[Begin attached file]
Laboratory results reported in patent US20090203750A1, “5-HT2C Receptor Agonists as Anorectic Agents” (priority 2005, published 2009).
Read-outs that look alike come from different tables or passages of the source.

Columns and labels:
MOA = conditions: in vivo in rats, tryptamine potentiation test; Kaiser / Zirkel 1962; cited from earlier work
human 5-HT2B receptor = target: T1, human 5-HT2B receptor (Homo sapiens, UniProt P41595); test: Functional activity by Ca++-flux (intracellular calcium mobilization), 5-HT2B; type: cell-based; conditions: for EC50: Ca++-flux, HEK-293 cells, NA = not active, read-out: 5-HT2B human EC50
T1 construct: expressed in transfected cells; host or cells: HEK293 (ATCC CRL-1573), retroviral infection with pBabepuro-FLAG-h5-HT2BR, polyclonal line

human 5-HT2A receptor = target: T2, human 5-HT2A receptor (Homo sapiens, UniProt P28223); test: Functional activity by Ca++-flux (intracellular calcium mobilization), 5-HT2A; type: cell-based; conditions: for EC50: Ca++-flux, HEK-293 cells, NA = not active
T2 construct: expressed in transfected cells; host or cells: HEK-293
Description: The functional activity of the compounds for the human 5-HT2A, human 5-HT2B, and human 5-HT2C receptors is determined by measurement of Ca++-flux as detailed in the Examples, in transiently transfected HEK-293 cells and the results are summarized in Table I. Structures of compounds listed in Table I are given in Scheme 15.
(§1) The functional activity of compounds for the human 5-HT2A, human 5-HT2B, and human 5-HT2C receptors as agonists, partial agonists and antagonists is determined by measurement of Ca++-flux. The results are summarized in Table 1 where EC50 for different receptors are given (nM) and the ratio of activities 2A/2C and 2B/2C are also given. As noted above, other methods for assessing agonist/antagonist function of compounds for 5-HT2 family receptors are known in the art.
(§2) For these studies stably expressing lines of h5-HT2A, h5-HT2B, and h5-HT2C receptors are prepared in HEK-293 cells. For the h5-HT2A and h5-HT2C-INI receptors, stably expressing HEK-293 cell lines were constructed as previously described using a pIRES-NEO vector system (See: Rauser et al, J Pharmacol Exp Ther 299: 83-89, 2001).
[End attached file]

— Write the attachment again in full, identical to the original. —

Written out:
Laboratory results reported in patent US20090203750A1, “5-HT2C Receptor Agonists as Anorectic Agents” (priority 2005, published 2009).
Read-outs that look alike come from different tables or passages of the source.

Columns and labels:
MOA = conditions: in vivo in rats, tryptamine potentiation test; Kaiser / Zirkel 1962; cited from earlier work
human 5-HT2B receptor = target: T1, human 5-HT2B receptor (Homo sapiens, UniProt P41595); test: Functional activity by Ca++-flux (intracellular calcium mobilization), 5-HT2B; type: cell-based; conditions: for EC50: Ca++-flux, HEK-293 cells, NA = not active, read-out: 5-HT2B human EC50
T1 construct: expressed in transfected cells; host or cells: HEK293 (ATCC CRL-1573), retroviral infection with pBabepuro-FLAG-h5-HT2BR, polyclonal line

human 5-HT2A receptor = target: T2, human 5-HT2A receptor (Homo sapiens, UniProt P28223); test: Functional activity by Ca++-flux (intracellular calcium mobilization), 5-HT2A; type: cell-based; conditions: for EC50: Ca++-flux, HEK-293 cells, NA = not active
T2 construct: expressed in transfected cells; host or cells: HEK-293
Description: The functional activity of the compounds for the human 5-HT2A, human 5-HT2B, and human 5-HT2C receptors is determined by measurement of Ca++-flux as detailed in the Examples, in transiently transfected HEK-293 cells and the results are summarized in Table I. Structures of compounds listed in Table I are given in Scheme 15.
(§1) The functional activity of compounds for the human 5-HT2A, human 5-HT2B, and human 5-HT2C receptors as agonists, partial agonists and antagonists is determined by measurement of Ca++-flux. The results are summarized in Table 1 where EC50 for different receptors are given (nM) and the ratio of activities 2A/2C and 2B/2C are also given. As noted above, other methods for assessing agonist/antagonist function of compounds for 5-HT2 family receptors are known in the art.
(§2) For these studies stably expressing lines of h5-HT2A, h5-HT2B, and h5-HT2C receptors are prepared in HEK-293 cells. For the h5-HT2A and h5-HT2C-INI receptors, stably expressing HEK-293 cell lines were constructed as previously described using a pIRES-NEO vector system (See: Rauser et al, J Pharmacol Exp Ther 299: 83-89, 2001).